Potential looming energy crisis could derail economy
(Kitco News) - Oil prices have surged this year, up more than 60 percent in 2021. For the first time since 2014, oil is trading at more than $80 a barrel. It's possible that oil prices could top $100 a barrel, John Burnett, Founder of 1 Empire Group said.
Speaking in a panel along with Michele Schneider, Managing Director of the Marketgauge Group hosted by Michelle Makori, Lead Anchor and Editor-in-Chief of Kitco News, both Burnett and Schneider agreed that energy sector is poised for further growth.
Burnett discussed the reason he sees oil prices skyrocketing. "When you talk about inflation, driven partly by supply chain issues, employers giving incentives, driving up wages that are not sustainable," he emphasized. "You look at the situations where President Biden has reduced American independence in fossil fuel, oil production, and exploration. This has a huge impact on energy prices. Energy is a key input to various economies."
"Abolishing American energy independence means the American economy is now dependent on foreign oil. We are now dependent on the price of foreign oil and related demand," he added.
"I don't see the price of oil declining. If we continue to go down this route where people aren't going back to work, and there could be potential global conflict, which would only exacerbate the situation. The I can see oil breaking that $100 barrier." Burnett emphasized. "But absent any military conflict, if things don't get back to normal quickly, the price of oil will still increase another $10 to the $90 range. That is a good return on the capital gains side for oil companies. it's a really attractive dividend yield."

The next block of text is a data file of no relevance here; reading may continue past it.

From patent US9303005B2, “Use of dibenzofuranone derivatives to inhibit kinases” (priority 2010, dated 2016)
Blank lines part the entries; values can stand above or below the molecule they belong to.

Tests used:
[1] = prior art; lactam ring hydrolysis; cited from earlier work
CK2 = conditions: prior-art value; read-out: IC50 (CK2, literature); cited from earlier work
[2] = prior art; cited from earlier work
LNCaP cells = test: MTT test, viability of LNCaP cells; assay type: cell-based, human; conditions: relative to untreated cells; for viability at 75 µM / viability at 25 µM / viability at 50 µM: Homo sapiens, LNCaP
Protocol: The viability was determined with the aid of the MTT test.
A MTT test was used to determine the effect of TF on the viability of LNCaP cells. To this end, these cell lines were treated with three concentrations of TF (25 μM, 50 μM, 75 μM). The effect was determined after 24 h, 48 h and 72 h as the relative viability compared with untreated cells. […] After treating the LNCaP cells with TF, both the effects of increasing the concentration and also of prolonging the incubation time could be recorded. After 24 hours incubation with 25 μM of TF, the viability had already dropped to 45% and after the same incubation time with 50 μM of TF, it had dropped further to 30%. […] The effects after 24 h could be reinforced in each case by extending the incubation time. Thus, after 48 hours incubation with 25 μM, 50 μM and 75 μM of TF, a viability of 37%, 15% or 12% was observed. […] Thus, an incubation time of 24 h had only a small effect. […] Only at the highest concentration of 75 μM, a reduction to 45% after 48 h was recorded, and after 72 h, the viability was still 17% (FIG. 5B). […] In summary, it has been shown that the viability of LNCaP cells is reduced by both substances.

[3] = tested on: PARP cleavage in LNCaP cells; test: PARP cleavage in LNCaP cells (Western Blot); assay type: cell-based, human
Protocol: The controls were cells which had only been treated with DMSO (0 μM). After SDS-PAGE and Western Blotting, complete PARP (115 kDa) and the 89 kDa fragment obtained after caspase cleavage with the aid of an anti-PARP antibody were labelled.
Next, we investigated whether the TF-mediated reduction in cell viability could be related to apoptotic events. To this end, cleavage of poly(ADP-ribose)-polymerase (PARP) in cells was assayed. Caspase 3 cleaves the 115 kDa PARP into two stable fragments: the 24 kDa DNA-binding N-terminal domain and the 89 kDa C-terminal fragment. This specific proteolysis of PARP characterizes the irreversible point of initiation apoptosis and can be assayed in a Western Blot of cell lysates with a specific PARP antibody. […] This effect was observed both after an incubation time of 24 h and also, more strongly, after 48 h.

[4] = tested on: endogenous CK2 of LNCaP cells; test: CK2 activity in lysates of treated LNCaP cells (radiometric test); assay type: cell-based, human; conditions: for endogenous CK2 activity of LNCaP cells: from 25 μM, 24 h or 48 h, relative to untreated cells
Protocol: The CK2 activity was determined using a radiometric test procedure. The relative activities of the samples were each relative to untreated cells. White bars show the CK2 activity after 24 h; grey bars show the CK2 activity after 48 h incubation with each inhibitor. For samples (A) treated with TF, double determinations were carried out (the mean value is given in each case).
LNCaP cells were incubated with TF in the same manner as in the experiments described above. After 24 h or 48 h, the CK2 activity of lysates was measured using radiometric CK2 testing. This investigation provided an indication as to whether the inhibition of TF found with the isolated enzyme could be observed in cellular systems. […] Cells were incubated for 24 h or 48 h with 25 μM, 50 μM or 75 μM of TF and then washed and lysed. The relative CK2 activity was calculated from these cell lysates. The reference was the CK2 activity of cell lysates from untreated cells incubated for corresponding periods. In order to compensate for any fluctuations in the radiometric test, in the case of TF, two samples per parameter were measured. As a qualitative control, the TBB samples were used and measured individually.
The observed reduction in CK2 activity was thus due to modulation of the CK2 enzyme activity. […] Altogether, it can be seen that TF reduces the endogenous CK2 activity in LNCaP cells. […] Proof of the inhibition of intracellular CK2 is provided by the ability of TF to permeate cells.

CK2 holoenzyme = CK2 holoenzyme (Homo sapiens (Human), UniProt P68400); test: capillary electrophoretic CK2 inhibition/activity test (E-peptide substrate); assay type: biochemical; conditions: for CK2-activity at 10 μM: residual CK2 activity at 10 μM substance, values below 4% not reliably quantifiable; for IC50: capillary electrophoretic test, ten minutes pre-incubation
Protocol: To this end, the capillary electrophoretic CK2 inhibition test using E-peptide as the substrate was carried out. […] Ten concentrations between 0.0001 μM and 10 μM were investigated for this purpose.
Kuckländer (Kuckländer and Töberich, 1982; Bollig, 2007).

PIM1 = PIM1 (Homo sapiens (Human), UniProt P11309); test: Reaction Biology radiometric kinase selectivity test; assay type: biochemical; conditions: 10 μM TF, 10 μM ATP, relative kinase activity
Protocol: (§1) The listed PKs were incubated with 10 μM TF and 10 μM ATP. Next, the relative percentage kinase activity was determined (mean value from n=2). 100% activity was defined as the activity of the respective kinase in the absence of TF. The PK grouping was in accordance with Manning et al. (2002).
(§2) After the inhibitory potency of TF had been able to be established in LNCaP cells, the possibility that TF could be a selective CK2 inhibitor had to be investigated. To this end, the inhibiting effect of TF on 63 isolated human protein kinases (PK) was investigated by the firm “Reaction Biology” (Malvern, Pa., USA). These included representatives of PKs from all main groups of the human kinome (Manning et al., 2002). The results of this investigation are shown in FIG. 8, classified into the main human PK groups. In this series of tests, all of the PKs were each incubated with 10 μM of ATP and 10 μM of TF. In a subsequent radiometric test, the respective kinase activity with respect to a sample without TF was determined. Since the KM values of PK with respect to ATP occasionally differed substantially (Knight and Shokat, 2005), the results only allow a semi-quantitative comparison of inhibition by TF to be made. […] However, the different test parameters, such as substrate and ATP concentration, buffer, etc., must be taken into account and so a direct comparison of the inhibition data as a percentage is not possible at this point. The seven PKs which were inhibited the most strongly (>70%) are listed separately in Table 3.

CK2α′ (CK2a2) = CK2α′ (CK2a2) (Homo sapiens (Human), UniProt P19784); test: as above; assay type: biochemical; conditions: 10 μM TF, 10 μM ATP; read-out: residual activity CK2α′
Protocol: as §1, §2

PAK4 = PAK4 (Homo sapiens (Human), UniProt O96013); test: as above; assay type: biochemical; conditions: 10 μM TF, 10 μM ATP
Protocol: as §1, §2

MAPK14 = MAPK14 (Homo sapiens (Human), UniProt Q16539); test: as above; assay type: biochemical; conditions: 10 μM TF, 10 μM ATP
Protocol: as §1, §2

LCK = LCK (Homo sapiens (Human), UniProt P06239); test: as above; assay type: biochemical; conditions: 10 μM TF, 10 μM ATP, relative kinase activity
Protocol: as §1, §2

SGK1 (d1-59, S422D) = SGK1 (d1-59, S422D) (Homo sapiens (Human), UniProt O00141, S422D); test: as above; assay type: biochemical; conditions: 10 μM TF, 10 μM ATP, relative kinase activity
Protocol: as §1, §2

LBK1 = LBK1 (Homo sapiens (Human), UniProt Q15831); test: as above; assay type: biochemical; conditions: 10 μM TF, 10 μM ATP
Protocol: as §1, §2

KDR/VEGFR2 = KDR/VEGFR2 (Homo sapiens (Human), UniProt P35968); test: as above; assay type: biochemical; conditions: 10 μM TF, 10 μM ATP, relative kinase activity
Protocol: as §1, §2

Schneider, who is also the author of the best-selling book Plant your Money Tree, a Guide to Growing your Wealth, spoke about the parallel of the 70's with oil to today, which she recently sees. "The one thing that really started the trigger of inflation, even before we saw the hyperinflation of the late 70's into the early 80's, was the oil embargo and disruption of the oil supply," she explained. "There are different reasons today, but the outcome is looking very similar."
Both Schneider and Burnett agree that a buy and hold investment strategy in this economic climate is not a wise choice. "Consumers will hold off on their buying and focus on essentials. I like energy producers like British Petroleum, Chevron and Exxon, and a retailer like Walmart"
Burnett said. "In good or bad times, people need to move about in terms of going to work or school, and buying food."
Schneider said her top energy stock pick is British Petroleum. Schneider advises investors to look at commodity ETF's if they prefer not to trade a commodity. "You can trade energy through XLE, you can look at gold, silver, food and gas through ETF's," she explained.
"XLE EFT cleared the 200 week moving average this week, the first time it's been above that level since 2018. When you look at a phase change or a trend change for the next couple of years, it is possible we are going to see more upward movement in the price of oil and energy. Energy producer stock prices will rise while paying dividends," Schneider said. "That's a win-win scenario."
September's employment report out on Friday was much weaker than expected, missing its estimate of 500,000 new jobs. The U.S. only added 194,000 new jobs, and the labor force shrank by 183,000, according to the government report.
"I focused on the wage increase rather than the number. The enticement to try to get people back to work with higher salaries and greater benefits including health benefits, is not really doing the trick if people are not going back to work," Schneider said.
"We should have anticipated a huge shortfall. Why? Because there's a huge hesitancy by the working class, whether it be teachers, first responders, or food service suppliers to go back to work," Burnett said. "It's not a good sign."
For more on Schneider and Burnett's views on the economy, energy prices, and investing, please watch the full video above. Follow Michelle Makori on Twitter: @Michelle Makori